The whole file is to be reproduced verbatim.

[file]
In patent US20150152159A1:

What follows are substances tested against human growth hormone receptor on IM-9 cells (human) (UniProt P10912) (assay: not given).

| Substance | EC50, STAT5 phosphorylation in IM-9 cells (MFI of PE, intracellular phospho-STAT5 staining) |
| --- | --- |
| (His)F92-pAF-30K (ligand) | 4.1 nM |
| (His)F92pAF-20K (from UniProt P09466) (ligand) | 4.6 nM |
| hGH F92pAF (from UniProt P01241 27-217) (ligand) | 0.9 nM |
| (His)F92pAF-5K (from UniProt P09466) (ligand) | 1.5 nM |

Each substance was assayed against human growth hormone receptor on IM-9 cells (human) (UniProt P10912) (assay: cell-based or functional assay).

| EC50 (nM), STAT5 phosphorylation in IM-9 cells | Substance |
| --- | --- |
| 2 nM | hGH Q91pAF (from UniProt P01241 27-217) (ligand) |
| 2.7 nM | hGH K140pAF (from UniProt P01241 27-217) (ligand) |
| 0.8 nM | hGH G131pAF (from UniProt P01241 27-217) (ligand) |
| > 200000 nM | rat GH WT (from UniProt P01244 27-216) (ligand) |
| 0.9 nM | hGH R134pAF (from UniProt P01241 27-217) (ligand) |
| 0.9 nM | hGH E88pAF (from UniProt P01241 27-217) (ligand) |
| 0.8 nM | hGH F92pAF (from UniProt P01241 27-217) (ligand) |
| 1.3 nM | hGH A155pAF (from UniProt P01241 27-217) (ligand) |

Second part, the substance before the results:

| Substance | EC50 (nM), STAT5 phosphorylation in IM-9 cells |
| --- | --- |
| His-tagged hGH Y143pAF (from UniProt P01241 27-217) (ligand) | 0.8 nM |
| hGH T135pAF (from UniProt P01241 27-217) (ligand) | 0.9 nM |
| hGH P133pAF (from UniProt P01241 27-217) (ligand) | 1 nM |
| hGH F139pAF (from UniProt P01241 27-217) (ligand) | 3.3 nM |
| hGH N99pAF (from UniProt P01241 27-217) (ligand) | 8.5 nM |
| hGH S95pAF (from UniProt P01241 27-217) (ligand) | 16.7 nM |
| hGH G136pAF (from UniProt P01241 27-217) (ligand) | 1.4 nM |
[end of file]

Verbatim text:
In patent US20150152159A1:

What follows are substances tested against human growth hormone receptor on IM-9 cells (human) (UniProt P10912) (assay: not given).

| Substance | EC50, STAT5 phosphorylation in IM-9 cells (MFI of PE, intracellular phospho-STAT5 staining) |
| --- | --- |
| (His)F92-pAF-30K (ligand) | 4.1 nM |
| (His)F92pAF-20K (from UniProt P09466) (ligand) | 4.6 nM |
| hGH F92pAF (from UniProt P01241 27-217) (ligand) | 0.9 nM |
| (His)F92pAF-5K (from UniProt P09466) (ligand) | 1.5 nM |

Each substance was assayed against human growth hormone receptor on IM-9 cells (human) (UniProt P10912) (assay: cell-based or functional assay).

| EC50 (nM), STAT5 phosphorylation in IM-9 cells | Substance |
| --- | --- |
| 2 nM | hGH Q91pAF (from UniProt P01241 27-217) (ligand) |
| 2.7 nM | hGH K140pAF (from UniProt P01241 27-217) (ligand) |
| 0.8 nM | hGH G131pAF (from UniProt P01241 27-217) (ligand) |
| > 200000 nM | rat GH WT (from UniProt P01244 27-216) (ligand) |
| 0.9 nM | hGH R134pAF (from UniProt P01241 27-217) (ligand) |
| 0.9 nM | hGH E88pAF (from UniProt P01241 27-217) (ligand) |
| 0.8 nM | hGH F92pAF (from UniProt P01241 27-217) (ligand) |
| 1.3 nM | hGH A155pAF (from UniProt P01241 27-217) (ligand) |

Second part, the substance before the results:

| Substance | EC50 (nM), STAT5 phosphorylation in IM-9 cells |
| --- | --- |
| His-tagged hGH Y143pAF (from UniProt P01241 27-217) (ligand) | 0.8 nM |
| hGH T135pAF (from UniProt P01241 27-217) (ligand) | 0.9 nM |
| hGH P133pAF (from UniProt P01241 27-217) (ligand) | 1 nM |
| hGH F139pAF (from UniProt P01241 27-217) (ligand) | 3.3 nM |
| hGH N99pAF (from UniProt P01241 27-217) (ligand) | 8.5 nM |
| hGH S95pAF (from UniProt P01241 27-217) (ligand) | 16.7 nM |
| hGH G136pAF (from UniProt P01241 27-217) (ligand) | 1.4 nM |